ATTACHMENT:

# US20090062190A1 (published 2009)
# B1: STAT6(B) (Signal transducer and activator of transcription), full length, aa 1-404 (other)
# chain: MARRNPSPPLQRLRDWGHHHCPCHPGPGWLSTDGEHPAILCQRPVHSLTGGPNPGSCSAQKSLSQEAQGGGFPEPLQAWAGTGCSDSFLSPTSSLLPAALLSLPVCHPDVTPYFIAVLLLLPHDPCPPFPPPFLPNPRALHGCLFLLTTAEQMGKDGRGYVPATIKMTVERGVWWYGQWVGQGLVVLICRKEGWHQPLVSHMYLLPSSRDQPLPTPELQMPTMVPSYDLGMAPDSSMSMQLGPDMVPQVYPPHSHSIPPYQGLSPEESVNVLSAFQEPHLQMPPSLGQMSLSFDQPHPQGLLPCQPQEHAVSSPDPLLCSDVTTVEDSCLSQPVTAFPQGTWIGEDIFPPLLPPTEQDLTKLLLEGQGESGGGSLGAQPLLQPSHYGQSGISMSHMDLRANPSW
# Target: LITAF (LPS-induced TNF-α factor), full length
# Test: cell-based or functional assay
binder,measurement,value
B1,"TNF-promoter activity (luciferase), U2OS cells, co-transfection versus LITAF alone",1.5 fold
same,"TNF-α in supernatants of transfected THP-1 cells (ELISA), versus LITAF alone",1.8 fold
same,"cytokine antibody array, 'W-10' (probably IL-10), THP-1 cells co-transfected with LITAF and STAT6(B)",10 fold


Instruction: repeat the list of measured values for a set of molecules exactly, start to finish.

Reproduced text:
# US20090062190A1 (published 2009)
# B1: STAT6(B) (Signal transducer and activator of transcription), full length, aa 1-404 (other)
# chain: MARRNPSPPLQRLRDWGHHHCPCHPGPGWLSTDGEHPAILCQRPVHSLTGGPNPGSCSAQKSLSQEAQGGGFPEPLQAWAGTGCSDSFLSPTSSLLPAALLSLPVCHPDVTPYFIAVLLLLPHDPCPPFPPPFLPNPRALHGCLFLLTTAEQMGKDGRGYVPATIKMTVERGVWWYGQWVGQGLVVLICRKEGWHQPLVSHMYLLPSSRDQPLPTPELQMPTMVPSYDLGMAPDSSMSMQLGPDMVPQVYPPHSHSIPPYQGLSPEESVNVLSAFQEPHLQMPPSLGQMSLSFDQPHPQGLLPCQPQEHAVSSPDPLLCSDVTTVEDSCLSQPVTAFPQGTWIGEDIFPPLLPPTEQDLTKLLLEGQGESGGGSLGAQPLLQPSHYGQSGISMSHMDLRANPSW
# Target: LITAF (LPS-induced TNF-α factor), full length
# Test: cell-based or functional assay
binder,measurement,value
B1,"TNF-promoter activity (luciferase), U2OS cells, co-transfection versus LITAF alone",1.5 fold
same,"TNF-α in supernatants of transfected THP-1 cells (ELISA), versus LITAF alone",1.8 fold
same,"cytokine antibody array, 'W-10' (probably IL-10), THP-1 cells co-transfected with LITAF and STAT6(B)",10 fold